Now for the nitty gritty of how to co-author.
In order to co-author, you need some sort of operating agreement, be it written or un-written. You should agree on the levels of commitment. Agree on how you’ll handle the process. Agree to communicate. Then, touch base with this agreement regularly. Are things still working? If not, why? Be honest with each other without fear of animosity.
More to that point, just talk! Be friendly and supportive. Your co-author will need to hug you when you feel like your writing sucks and kick your a$$ when you’re slacking. In turn, you should do the same. Brit and I have written together, for fun then profit, for almost 4 years now. You go through a lot in 4 yrs. Co-authors have to be understanding, but sometimes firm. If your co-author is a friend, it helps ease communication and smoothes out the edges.
So, what are the basic steps to co-authoring? Ours look something like this:
Step 1: One of us emails the other with an idea in the form of something like, “What if we had two characters that ___, who are ____, and their problems are ____?”
Step 2: A LOT of back and forth brainstorming and spit balling. This is our favorite part. We talk out character sketch, motivations, back story, conflict, etc. We email, we text, we skype call and flail like fools. This part is only slightly less time consuming than drafting. It’s vital that we are both on the same page before we begin. We develop our characters fully and creativity flows. We have word documents on each character for referral.
Step 3: We work out a plot. Oddly, it’s not necessarily that detailed. Some scenes are very detailed, others…eh. We know each other well enough that we can put down the main plot points and let whoever tackles that scene first, play around with it. Our Big Black Moment is often a point that just says, “Big Black Moment that touches on this, this and this as their issues we’ve already brought up…and it rips their hearts out.” We’ve also worked on plot and had it further develop each character (as per usual in the creative process.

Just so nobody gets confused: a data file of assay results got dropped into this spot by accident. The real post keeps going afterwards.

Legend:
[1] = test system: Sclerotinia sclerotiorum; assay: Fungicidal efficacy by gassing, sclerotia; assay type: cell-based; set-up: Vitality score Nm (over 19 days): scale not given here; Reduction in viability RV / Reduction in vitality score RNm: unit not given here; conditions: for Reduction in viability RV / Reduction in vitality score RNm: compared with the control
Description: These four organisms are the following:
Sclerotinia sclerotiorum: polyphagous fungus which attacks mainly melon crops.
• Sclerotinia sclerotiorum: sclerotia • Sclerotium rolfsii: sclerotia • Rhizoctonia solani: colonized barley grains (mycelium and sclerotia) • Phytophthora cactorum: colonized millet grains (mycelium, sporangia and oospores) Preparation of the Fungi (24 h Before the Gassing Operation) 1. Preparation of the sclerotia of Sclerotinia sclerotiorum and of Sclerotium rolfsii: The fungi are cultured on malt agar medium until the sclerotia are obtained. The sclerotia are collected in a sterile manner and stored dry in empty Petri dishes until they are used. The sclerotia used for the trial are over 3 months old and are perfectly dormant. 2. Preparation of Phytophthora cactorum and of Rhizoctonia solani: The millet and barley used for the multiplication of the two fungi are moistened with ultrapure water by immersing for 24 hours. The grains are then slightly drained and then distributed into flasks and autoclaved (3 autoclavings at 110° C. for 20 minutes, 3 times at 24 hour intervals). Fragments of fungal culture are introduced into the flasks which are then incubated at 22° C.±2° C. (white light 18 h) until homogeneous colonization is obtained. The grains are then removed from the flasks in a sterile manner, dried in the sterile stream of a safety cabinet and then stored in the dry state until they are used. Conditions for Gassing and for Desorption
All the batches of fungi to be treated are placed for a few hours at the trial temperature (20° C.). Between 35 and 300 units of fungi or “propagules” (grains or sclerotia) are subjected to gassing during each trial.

Step 4: We decide who will write what scene first OR we write back and forth via email, tackling the same scene a few paragraphs at a time. Pivotal scenes we handle this way, like the BBM. We know what would crush each character. We’ve worked up to this moment, so we chat about it and then write back and forth, letting the painful moment fly, and feeding off what the other is writing as well. Then we copy and paste these paragraphs onto the manuscript and tweak it as needed so it flows and works in well with the pacing.
Step 5: We each go over what the other person has written. First a chapter or scene at a time, and then again at the end, both taking a read through of the full manuscript to make sure it’s as seamless as possible.
Step 6: Edits and Work from publisher is tackled together. We each take a crack at edits. For any big changes, we collaborate. For smaller, line edits and fixes, we split the book up to be fair. For blurbs and marketing, we work on those forms together. It’s actually a lot more fun to do publisher homework and write a synopsis with a friend.
That is how we co-write! It’s not rocket surgery, but you definitely want a partner you know and trust and a plan. Finally, if you do decide to co-author a project, don’t forget to have fun! Those “Eureka!” moments are twice as awesome with a friend. As a matter of fact, we had one last night in regards to plot and character. It was maaaagic!Also, hilarious things can happen when you co-write. There’s a story about a pair of shoes our hero wore before a particularly smoking hot sex scene. I wrote him slipping off the shoes as they got frisky in the kitchen. Brit wrote them coming off again, later, when they got nakies in the bedroom. The shoes were off, the shoes were on, and then they were off again. They were the mysterious reappearing sex shoes and we laugh about it to this day.
Writing can be isolating, especially when all the people around you are fictional. Co-authoring, even if just on the side, is another way to keep connected, continue to stretch your writing muscle, and have fun.